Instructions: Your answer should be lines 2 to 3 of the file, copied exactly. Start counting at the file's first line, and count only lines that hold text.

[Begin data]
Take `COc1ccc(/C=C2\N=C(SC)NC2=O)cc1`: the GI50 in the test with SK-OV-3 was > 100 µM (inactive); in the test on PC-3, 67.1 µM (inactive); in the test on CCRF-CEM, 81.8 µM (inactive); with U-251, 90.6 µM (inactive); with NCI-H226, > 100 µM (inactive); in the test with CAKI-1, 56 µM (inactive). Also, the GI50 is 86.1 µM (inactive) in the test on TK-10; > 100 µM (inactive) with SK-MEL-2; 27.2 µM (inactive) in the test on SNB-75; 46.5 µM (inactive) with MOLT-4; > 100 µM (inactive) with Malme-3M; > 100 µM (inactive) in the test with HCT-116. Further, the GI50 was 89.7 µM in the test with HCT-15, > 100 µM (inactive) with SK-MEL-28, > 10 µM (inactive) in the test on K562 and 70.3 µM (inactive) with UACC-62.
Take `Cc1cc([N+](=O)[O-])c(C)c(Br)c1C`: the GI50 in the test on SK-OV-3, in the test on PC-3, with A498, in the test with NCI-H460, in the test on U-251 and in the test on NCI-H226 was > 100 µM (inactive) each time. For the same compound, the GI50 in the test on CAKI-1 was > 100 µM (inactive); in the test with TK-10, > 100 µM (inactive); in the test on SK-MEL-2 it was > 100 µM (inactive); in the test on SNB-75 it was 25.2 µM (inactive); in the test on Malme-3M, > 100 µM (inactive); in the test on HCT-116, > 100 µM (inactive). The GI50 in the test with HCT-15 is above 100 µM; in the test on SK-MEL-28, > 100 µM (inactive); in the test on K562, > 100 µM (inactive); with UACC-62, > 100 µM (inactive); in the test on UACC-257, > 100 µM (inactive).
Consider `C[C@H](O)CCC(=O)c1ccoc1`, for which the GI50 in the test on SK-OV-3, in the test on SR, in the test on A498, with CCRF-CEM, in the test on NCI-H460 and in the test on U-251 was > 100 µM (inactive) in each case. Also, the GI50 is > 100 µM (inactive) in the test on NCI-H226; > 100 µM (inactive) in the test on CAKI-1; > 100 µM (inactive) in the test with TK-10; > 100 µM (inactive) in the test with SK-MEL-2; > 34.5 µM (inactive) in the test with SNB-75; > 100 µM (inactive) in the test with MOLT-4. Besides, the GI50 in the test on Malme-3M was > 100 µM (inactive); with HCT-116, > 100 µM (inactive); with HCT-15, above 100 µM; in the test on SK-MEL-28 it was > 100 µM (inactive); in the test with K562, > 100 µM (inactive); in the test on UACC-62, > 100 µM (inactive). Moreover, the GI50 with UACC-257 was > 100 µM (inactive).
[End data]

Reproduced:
Take `Cc1cc([N+](=O)[O-])c(C)c(Br)c1C`: the GI50 in the test on SK-OV-3, in the test on PC-3, with A498, in the test with NCI-H460, in the test on U-251 and in the test on NCI-H226 was > 100 µM (inactive) each time. For the same compound, the GI50 in the test on CAKI-1 was > 100 µM (inactive); in the test with TK-10, > 100 µM (inactive); in the test on SK-MEL-2 it was > 100 µM (inactive); in the test on SNB-75 it was 25.2 µM (inactive); in the test on Malme-3M, > 100 µM (inactive); in the test on HCT-116, > 100 µM (inactive). The GI50 in the test with HCT-15 is above 100 µM; in the test on SK-MEL-28, > 100 µM (inactive); in the test on K562, > 100 µM (inactive); with UACC-62, > 100 µM (inactive); in the test on UACC-257, > 100 µM (inactive).
Consider `C[C@H](O)CCC(=O)c1ccoc1`, for which the GI50 in the test on SK-OV-3, in the test on SR, in the test on A498, with CCRF-CEM, in the test on NCI-H460 and in the test on U-251 was > 100 µM (inactive) in each case. Also, the GI50 is > 100 µM (inactive) in the test on NCI-H226; > 100 µM (inactive) in the test on CAKI-1; > 100 µM (inactive) in the test with TK-10; > 100 µM (inactive) in the test with SK-MEL-2; > 34.5 µM (inactive) in the test with SNB-75; > 100 µM (inactive) in the test with MOLT-4. Besides, the GI50 in the test on Malme-3M was > 100 µM (inactive); with HCT-116, > 100 µM (inactive); with HCT-15, above 100 µM; in the test on SK-MEL-28 it was > 100 µM (inactive); in the test with K562, > 100 µM (inactive); in the test on UACC-62, > 100 µM (inactive). Moreover, the GI50 with UACC-257 was > 100 µM (inactive).